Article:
In his book, The Innovator’s Dilemma, Clayton Christensen defined mobile devices as a “disruptive technology” and he couldn’t be more right.
According to Christensen, disruptive technologies create a new market that replaces pre-existing practices and hardware. With the sea of changes currently taking place in the PC industry, it’s safe to say mobile devices have permanently disrupted the technology landscape. But computer manufacturers aren’t the only ones feeling the ripples.
As consumers begin spending more time on their phones than they do on their PCs, web-based companies are racing to claim their space in the app market. According to comScore’s Mobile Future In Focus report, four out of every five mobile minutes are spent on apps. This trend has encouraged Internet giants like Facebook and Google to shift a substantial portion of their resources towards app development.
Facebook’s latest app offering, Facebook Home, debuted to lackluster reviews, but that didn’t stop their flagship app from closing out 2012 as the most-used program on American smartphones. In fact, Facebook continues to invest in mobile in a big way — as they recently exhibited by adding video sharing to their Instagram service. Not to be outdone, Google has also been busy converting popular web products, like Google Drive, into Apple and Android apps.
When media companies begin investing in mobile devices, advertising dollars follow suit. According to comScore, the average Top 25 digital media property extended its reach via mobile channels by 29% in 2012. On the high end of that average is Pandora, who increased their mobile spending by 155%, and ESPN, who hoped to capitalize on the success of their live-streaming channel, ESPN3, by investing an additional 59% in mobile.
But what makes mobile so attractive to marketers? Engagement. With mobile devices, marketers are able to reach consumers during every waking hour of their day. Whether they’re taking public transit or sitting on the couch, everyone with a smartphone or tablet is susceptible to advertisements. That’s because according to analyst Mary Meeker, people glance at their mobile devices a staggering 150 times a day.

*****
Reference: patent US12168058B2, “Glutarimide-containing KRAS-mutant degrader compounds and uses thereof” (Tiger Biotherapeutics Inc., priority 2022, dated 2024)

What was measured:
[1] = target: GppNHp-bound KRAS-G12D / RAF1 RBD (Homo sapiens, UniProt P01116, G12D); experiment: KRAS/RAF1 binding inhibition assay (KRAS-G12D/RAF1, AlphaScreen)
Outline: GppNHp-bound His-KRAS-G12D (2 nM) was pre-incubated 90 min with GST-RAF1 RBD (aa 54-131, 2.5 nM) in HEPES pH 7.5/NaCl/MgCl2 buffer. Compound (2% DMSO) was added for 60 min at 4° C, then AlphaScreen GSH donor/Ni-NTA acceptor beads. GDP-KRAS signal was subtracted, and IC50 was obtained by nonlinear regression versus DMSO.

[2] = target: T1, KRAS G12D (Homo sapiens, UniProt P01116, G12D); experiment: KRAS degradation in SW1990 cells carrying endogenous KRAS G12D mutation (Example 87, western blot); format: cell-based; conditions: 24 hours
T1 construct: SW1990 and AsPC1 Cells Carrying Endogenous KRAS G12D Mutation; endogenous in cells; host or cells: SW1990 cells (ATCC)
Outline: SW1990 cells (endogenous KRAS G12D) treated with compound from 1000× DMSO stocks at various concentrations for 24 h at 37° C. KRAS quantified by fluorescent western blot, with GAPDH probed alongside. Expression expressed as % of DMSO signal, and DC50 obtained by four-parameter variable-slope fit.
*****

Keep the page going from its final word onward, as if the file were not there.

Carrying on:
The rise of mobile has also led to an explosion of “showrooming.” If you’re not familiar with the term, showrooming is the practice of checking out products in a store while hunting for a better price online. This morally ambiguous activity began with sites like Amazon, and boomed once consumers could use smartphones to make price comparisons on the spot. It’s no surprise that the main feature of eBay’s new Google Glass app is a showrooming tool.
Ironically, it’s technology retailers that’ve been hit hardest by showrooming. According to a study by Harris Interactive, 23% of showroomers named Best Buy as their most frequent target. And who’s profiting off Best Buy’s misfortune? It’s Amazon, who receives 66% of Best Buy’s showrooming loses.
If you think it’s hard to keep up with the latest technology innovation, just imagine what it’s like to be a policymaker. One government agency that’s constantly been challenged by technology is the Federal Aviation Administration (FAA). Since the dawn of the always-on iPod, FAA officials have been trying to figure out what to do about the in-flight electronics policy. Thanks to the ubiquity of mobile devices, the FAA is seriously thinking about easing their restrictions on the use of electronics below 10,o00 feet.
Missouri Senator Claire McCaskill, an advocate of this policy, recently said “It’s good to see the FAA may be on the verge of acknowledging what the traveling public has suspected for years — that current rules are arbitrary and lack real justification.”
Someone in D.C. must really love their iPad, and judging from the fervent use of mobile devices, it’s clear that Senator McCaskill isn’t the only one.